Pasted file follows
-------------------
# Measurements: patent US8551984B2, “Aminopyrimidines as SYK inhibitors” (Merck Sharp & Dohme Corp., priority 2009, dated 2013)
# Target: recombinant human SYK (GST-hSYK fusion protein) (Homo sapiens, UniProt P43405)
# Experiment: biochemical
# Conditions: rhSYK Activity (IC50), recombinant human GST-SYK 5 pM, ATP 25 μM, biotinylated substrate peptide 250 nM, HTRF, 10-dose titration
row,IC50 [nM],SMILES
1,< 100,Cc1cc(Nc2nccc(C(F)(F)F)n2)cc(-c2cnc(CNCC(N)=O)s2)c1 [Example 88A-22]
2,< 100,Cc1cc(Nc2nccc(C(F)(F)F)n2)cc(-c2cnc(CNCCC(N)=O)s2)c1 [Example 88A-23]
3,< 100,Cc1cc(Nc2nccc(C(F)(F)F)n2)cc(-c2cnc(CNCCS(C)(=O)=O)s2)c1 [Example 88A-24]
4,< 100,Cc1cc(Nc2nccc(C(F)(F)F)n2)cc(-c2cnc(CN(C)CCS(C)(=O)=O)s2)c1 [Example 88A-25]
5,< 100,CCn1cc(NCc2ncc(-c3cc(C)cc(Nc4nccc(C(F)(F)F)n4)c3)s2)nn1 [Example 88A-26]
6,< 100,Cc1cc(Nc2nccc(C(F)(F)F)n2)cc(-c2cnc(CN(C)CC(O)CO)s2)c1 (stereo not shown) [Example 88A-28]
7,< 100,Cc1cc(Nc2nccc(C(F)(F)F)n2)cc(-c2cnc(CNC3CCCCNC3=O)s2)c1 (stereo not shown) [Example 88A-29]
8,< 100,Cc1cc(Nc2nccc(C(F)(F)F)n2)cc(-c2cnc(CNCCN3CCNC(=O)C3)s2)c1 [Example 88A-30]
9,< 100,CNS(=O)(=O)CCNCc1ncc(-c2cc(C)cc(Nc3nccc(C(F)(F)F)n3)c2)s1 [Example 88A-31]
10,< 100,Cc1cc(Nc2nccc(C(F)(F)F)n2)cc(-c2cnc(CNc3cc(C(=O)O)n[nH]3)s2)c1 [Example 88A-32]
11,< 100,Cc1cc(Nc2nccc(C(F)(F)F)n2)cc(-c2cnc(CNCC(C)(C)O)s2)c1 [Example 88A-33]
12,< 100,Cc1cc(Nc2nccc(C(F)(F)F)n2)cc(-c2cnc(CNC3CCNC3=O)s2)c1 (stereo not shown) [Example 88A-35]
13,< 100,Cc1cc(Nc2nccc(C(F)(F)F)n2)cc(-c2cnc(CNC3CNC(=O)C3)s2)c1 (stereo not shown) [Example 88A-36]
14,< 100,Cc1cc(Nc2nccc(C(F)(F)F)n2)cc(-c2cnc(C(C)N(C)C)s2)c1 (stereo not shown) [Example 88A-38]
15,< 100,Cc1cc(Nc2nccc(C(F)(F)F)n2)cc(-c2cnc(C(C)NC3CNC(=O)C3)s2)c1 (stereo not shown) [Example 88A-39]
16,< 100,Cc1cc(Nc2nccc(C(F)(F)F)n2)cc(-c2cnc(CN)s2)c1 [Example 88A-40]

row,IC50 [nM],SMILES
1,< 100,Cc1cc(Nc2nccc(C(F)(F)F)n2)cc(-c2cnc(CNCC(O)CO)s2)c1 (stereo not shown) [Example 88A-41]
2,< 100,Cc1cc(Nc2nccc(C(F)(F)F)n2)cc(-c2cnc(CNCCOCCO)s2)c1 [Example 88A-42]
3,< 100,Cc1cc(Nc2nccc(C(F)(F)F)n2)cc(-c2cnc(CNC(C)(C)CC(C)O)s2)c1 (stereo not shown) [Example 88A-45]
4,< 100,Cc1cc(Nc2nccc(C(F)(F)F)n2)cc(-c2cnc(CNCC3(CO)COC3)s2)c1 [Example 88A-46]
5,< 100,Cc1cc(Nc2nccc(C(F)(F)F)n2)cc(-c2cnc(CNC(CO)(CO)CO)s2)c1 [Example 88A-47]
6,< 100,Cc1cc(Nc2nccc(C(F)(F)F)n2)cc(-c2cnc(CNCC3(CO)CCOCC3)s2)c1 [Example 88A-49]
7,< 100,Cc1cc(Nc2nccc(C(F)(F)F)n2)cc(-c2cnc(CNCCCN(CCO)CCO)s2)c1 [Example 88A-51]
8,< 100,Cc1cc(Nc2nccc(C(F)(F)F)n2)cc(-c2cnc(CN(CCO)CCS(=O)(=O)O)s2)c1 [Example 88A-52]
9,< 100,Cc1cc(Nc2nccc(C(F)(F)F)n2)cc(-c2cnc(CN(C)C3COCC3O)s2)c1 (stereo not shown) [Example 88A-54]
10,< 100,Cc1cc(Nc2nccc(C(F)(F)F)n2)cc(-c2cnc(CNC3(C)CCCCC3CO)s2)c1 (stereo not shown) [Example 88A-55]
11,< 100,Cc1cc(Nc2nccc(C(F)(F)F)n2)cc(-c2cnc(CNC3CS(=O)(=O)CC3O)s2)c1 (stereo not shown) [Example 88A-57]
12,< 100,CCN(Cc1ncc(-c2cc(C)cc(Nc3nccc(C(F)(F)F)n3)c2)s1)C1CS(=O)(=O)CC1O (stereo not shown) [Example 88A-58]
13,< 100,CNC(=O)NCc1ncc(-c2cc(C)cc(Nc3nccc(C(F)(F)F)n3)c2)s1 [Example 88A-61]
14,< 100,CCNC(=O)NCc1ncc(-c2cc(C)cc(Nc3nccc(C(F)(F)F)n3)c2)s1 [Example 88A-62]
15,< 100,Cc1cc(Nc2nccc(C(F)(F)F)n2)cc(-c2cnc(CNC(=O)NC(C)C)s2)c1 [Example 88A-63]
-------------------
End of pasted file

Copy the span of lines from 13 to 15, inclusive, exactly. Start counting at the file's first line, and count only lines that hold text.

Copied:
8,< 100,Cc1cc(Nc2nccc(C(F)(F)F)n2)cc(-c2cnc(CNCCN3CCNC(=O)C3)s2)c1 [Example 88A-30]
9,< 100,CNS(=O)(=O)CCNCc1ncc(-c2cc(C)cc(Nc3nccc(C(F)(F)F)n3)c2)s1 [Example 88A-31]
10,< 100,Cc1cc(Nc2nccc(C(F)(F)F)n2)cc(-c2cnc(CNc3cc(C(=O)O)n[nH]3)s2)c1 [Example 88A-32]